My BlockFi Crypto Account Is Frozen Due to Monster FTX Exchange Blowup

About a year ago, I posted some articles touting the use of BlockFi as an alternative checking account. It paid around 9% interest (this was back when interest rates were essentially zero on regular savings accounts), and allowed withdrawal or deposit of funds at any time. Nice. BlockFi is associated with respected firm Gemini, and (unlike many crypto operations) is U.S. based, with consistent formal auditing. They earned interest on my crypto by lending it out to “trusted counter-parties”, always backed by extra collateral. What could possibly go wrong?

In July I wrote about a big cryptocurrency meltdown, in which a number of medium-sized players went bust.  At that time, BlockFi assured its customers that its sound business practices put it above the fray, no problemo. They did make it through that juncture OK. But I withdrew a third of my funds, just to be on the safe side.

The huge news in crypto this past week has been the sudden, total implosion of major exchange FTX (more on that below). FTX is a major business partner with BlockFi. No worries, though, as of Tuesday of last week,  BlockFi COO Flori Marquez tweeted that “All BlockFi products are fully operational”.  Then the hammer dropped: On Thursday (11/10), BlockFi froze withdrawals, due to complications with FTX. My remaining crypto is stranded, most likely for years of legal proceedings, and I may never get it all back. I’m not going to starve, but the amount is enough to hurt.

In this case, I don’t really blame BlockFi – by all accounts, they have been trying to run an honest, responsible business. Before last week, nobody had much reason to think that FTX was totally rotten.  My bad for not connecting the FTX-BlockFi dots earlier, and pulling out more funds when I had the chance.

The Great FTX Debacle

The star of this show is Sam Bankman-Fried, the (former) head of FTX:

James Bailey posted here on EWED on the FTX crash last week. CoinDesk author David Morris summarized the downfall of Bankman-Fried’s crypto empire:

FTX and Bankman-Fried are unique in the stature they achieved before self-immolating. Over the past three years, FTX has come to be widely regarded as a reputable exchange, despite not submitting to U.S. regulation. Bankman-Fried has himself become globally influential, thanks to his thoughts on cryptocurrency regulation and his financial support for U.S. electoral candidates – not necessarily in that order.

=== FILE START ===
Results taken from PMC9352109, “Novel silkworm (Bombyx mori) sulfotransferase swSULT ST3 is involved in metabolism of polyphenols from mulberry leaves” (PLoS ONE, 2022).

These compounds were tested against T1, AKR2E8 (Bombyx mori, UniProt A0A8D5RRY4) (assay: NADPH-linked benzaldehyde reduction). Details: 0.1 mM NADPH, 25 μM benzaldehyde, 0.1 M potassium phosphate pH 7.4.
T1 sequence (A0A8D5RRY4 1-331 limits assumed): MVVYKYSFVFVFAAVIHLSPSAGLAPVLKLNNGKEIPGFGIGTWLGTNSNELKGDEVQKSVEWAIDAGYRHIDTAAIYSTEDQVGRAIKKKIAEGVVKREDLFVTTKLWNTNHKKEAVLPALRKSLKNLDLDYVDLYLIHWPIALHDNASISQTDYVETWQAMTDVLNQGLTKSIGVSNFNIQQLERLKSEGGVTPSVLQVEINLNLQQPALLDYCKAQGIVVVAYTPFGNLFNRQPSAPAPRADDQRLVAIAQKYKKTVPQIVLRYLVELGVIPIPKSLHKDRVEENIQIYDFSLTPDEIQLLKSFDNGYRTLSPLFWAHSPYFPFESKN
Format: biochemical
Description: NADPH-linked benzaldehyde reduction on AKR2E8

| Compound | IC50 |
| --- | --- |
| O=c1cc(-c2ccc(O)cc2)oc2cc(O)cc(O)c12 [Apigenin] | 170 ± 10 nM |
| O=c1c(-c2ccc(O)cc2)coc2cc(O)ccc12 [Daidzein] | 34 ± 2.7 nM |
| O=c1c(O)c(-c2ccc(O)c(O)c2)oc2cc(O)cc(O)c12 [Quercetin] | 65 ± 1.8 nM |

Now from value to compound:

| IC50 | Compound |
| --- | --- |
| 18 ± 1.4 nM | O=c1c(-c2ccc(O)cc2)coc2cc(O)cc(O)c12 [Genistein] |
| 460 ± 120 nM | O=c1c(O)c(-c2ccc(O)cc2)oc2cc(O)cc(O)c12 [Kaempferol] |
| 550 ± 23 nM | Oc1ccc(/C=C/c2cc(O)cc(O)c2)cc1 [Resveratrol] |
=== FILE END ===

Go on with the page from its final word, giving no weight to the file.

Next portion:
Facts first uncovered by CoinDesk played a major role in the events of the past week. On Nov. 2, reporter Ian Allison published findings that roughly $5.8 billion out of $14.6 billion of assets on the balance sheet at Alameda Research, based on then-current valuations, were linked to FTX’s exchange token, FTT.

This finding, based on leaked internal documents, was explosive because of the very close relationship between Alameda and FTX. Both were founded by Bankman-Fried, and there has been significant anxiety about the extent and nature of their fraternal dealings. The FTT token was essentially created from thin air by FTX, inviting questions about the real-world, open-market value of FTT tokens held in reserve by affiliated entities.

Negative speculation about a financial institution can be a self-fulfilling prophecy, triggering withdrawals out of a sense of uncertainty and leading to the very liquidity problems that were feared.

Customers started a “run on the bank”, withdrawing billions of dollars of assets, leading to total insolvency of FTX:

The Financial Times reported that FTX held approximately $900 million in liquid crypto and $5.4 in illiquid venture capital investments against $9 billion in liabilities the day before it filed for bankruptcy.

If FTX had been run as an honest exchange, this withdrawal should not have been too much of a problem – – just give customers back the coins they had deposited with FTX. Apparently, though, FTX had taken customer assets and transferred them over to a sister company, Alameda, to trade with. The valuable customer crypto assets left the FTX balance sheet, and were largely replaced by the self-generated (and now nearly worthless) FTT token:

It remains worryingly unclear, though, exactly why even such a dramatic rush for the exits would have led FTX to seek its own bailout. The exchange promised users that it would not speculate with cryptocurrencies held in their accounts. But if that policy was followed, there should have been no pause to withdrawals, nor any balance sheet gap to fill. One possible explanation comes from Coinmetrics analyst Lucas Nuzzi, who has presented what he says is evidence that FTX transferred funds to Alameda in September, perhaps as a loan to backstop Alameda’s losses.

It doesn’t help that on Friday (11/11) some $477 million was outright stolen from FTX wallets. (The Kraken exchange said it has identified the thief and are working with law enforcement).